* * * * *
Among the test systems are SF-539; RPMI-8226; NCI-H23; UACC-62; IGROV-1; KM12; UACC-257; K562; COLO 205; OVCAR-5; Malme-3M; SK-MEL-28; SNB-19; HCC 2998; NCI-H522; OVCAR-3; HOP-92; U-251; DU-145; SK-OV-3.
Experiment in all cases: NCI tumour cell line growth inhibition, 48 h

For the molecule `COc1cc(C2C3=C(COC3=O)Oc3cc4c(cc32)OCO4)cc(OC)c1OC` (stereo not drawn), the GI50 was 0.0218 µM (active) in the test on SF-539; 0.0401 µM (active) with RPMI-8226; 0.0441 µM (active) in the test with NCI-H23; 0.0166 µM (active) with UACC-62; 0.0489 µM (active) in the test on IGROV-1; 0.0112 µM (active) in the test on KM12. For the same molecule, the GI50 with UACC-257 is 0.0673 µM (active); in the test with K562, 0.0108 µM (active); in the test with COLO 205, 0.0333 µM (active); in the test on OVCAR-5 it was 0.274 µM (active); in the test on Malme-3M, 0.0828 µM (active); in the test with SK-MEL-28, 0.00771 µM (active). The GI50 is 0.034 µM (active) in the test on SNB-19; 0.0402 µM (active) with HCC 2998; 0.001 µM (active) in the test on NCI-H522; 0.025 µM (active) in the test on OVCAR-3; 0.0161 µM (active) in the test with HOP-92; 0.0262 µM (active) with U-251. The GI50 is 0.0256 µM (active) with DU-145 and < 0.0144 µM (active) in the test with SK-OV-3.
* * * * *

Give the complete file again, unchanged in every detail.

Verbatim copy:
Among the test systems are SF-539; RPMI-8226; NCI-H23; UACC-62; IGROV-1; KM12; UACC-257; K562; COLO 205; OVCAR-5; Malme-3M; SK-MEL-28; SNB-19; HCC 2998; NCI-H522; OVCAR-3; HOP-92; U-251; DU-145; SK-OV-3.
Experiment in all cases: NCI tumour cell line growth inhibition, 48 h

For the molecule `COc1cc(C2C3=C(COC3=O)Oc3cc4c(cc32)OCO4)cc(OC)c1OC` (stereo not drawn), the GI50 was 0.0218 µM (active) in the test on SF-539; 0.0401 µM (active) with RPMI-8226; 0.0441 µM (active) in the test with NCI-H23; 0.0166 µM (active) with UACC-62; 0.0489 µM (active) in the test on IGROV-1; 0.0112 µM (active) in the test on KM12. For the same molecule, the GI50 with UACC-257 is 0.0673 µM (active); in the test with K562, 0.0108 µM (active); in the test with COLO 205, 0.0333 µM (active); in the test on OVCAR-5 it was 0.274 µM (active); in the test on Malme-3M, 0.0828 µM (active); in the test with SK-MEL-28, 0.00771 µM (active). The GI50 is 0.034 µM (active) in the test on SNB-19; 0.0402 µM (active) with HCC 2998; 0.001 µM (active) in the test on NCI-H522; 0.025 µM (active) in the test on OVCAR-3; 0.0161 µM (active) in the test with HOP-92; 0.0262 µM (active) with U-251. The GI50 is 0.0256 µM (active) with DU-145 and < 0.0144 µM (active) in the test with SK-OV-3.